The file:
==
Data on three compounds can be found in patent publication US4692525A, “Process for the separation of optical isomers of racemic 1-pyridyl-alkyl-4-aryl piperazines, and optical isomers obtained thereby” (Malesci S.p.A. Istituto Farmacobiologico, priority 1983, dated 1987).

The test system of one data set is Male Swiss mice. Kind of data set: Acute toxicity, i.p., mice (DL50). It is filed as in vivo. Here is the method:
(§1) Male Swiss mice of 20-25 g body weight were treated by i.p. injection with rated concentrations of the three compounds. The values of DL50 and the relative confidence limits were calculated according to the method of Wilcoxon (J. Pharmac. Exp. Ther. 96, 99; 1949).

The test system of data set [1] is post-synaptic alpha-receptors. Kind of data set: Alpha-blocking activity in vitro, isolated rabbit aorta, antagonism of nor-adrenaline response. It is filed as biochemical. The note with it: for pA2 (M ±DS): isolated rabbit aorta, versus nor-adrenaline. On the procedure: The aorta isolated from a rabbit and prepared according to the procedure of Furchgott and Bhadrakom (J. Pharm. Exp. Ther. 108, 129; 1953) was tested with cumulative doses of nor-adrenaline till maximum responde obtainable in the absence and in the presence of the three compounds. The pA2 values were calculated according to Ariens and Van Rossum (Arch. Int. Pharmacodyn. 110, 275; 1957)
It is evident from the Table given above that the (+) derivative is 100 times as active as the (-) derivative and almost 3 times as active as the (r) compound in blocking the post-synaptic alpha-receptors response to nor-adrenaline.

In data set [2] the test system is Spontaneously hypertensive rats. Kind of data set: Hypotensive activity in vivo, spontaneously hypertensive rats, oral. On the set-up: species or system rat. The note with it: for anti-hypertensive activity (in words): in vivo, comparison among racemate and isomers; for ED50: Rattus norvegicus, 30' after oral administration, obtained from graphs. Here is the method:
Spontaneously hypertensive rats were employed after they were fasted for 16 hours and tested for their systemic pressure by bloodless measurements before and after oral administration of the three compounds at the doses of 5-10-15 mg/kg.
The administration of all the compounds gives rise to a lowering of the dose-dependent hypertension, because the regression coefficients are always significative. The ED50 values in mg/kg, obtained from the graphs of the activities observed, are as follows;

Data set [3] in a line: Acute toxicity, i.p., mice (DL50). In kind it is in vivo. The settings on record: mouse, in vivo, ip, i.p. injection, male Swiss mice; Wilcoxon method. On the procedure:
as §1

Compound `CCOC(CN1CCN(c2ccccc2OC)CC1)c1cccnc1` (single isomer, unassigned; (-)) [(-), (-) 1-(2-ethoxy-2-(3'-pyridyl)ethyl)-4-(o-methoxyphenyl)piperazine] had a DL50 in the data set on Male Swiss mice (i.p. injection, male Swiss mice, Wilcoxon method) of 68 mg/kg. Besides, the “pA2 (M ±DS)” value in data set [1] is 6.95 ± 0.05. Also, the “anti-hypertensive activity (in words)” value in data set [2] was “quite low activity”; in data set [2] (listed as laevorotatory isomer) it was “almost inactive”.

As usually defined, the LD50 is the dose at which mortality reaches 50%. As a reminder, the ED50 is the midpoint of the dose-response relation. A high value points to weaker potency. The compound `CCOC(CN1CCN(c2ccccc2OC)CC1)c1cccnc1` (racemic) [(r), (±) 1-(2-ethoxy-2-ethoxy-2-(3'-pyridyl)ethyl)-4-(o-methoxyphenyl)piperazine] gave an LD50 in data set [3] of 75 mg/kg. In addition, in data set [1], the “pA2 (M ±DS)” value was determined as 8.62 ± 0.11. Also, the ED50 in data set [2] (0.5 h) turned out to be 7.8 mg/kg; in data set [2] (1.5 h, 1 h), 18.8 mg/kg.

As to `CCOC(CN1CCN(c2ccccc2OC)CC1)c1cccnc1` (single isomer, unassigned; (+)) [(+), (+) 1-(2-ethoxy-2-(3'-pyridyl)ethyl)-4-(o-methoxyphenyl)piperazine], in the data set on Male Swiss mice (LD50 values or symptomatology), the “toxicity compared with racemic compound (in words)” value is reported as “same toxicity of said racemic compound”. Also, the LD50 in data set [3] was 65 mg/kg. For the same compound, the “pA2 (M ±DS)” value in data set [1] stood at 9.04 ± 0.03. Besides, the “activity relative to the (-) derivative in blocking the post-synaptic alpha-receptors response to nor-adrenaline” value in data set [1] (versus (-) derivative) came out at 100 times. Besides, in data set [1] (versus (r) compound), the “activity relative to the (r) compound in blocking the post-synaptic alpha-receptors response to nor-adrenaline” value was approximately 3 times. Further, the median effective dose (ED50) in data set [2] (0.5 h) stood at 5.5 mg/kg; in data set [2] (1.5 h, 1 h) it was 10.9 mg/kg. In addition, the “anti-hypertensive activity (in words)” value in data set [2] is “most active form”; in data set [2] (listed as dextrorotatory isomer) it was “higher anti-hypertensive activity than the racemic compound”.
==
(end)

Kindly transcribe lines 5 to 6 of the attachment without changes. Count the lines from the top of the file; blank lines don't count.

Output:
It is evident from the Table given above that the (+) derivative is 100 times as active as the (-) derivative and almost 3 times as active as the (r) compound in blocking the post-synaptic alpha-receptors response to nor-adrenaline.

In data set [2] the test system is Spontaneously hypertensive rats. Kind of data set: Hypotensive activity in vivo, spontaneously hypertensive rats, oral. On the set-up: species or system rat. The note with it: for anti-hypertensive activity (in words): in vivo, comparison among racemate and isomers; for ED50: Rattus norvegicus, 30' after oral administration, obtained from graphs. Here is the method: